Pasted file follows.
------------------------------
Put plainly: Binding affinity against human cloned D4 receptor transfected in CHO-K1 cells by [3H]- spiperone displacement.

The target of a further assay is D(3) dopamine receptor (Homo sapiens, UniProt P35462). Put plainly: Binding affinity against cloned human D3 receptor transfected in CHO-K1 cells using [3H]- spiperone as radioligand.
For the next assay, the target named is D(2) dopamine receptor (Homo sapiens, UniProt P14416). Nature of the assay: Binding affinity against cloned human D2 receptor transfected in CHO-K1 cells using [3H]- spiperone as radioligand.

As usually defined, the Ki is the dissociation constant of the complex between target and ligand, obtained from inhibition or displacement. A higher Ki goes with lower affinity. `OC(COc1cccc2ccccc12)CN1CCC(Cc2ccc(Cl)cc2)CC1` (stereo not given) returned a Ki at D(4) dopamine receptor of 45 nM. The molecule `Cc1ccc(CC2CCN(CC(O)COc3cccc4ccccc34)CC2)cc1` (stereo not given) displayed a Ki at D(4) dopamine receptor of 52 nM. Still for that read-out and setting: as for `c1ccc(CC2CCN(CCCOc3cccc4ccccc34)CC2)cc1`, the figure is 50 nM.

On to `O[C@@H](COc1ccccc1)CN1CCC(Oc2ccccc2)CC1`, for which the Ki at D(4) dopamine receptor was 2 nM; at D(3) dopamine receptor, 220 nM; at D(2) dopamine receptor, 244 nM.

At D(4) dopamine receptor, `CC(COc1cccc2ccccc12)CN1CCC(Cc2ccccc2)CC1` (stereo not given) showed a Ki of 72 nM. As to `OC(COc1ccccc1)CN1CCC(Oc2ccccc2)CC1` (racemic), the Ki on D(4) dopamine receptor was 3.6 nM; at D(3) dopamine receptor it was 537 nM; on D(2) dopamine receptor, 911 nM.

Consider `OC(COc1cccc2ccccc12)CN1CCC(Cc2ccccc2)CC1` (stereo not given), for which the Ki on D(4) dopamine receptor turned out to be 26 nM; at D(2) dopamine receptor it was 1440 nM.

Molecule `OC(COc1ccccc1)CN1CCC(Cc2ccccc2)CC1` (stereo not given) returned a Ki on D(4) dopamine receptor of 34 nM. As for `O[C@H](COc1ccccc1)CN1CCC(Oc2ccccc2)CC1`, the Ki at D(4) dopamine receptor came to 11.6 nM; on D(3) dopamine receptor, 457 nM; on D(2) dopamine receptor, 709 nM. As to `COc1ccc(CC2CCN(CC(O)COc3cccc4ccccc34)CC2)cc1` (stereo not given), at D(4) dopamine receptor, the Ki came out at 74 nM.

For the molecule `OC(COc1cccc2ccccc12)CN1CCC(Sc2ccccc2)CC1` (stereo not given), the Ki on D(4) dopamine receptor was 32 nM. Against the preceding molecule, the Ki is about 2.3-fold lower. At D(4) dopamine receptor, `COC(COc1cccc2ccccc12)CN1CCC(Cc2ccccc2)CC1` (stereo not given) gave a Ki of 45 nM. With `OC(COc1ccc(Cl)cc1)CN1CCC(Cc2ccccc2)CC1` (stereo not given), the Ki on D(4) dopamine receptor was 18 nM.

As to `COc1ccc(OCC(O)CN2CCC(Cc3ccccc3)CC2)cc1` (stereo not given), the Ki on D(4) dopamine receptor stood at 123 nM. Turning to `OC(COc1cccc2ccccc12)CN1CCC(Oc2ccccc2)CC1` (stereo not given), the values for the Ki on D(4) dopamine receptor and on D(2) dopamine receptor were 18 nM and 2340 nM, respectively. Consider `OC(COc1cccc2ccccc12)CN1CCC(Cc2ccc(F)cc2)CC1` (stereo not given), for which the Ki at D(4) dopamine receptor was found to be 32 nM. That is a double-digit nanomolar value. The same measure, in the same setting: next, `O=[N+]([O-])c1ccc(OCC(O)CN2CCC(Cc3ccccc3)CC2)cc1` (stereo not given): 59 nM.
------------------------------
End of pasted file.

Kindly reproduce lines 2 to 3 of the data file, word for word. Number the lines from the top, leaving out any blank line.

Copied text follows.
The target of a further assay is D(3) dopamine receptor (Homo sapiens, UniProt P35462). Put plainly: Binding affinity against cloned human D3 receptor transfected in CHO-K1 cells using [3H]- spiperone as radioligand.
For the next assay, the target named is D(2) dopamine receptor (Homo sapiens, UniProt P14416). Nature of the assay: Binding affinity against cloned human D2 receptor transfected in CHO-K1 cells using [3H]- spiperone as radioligand.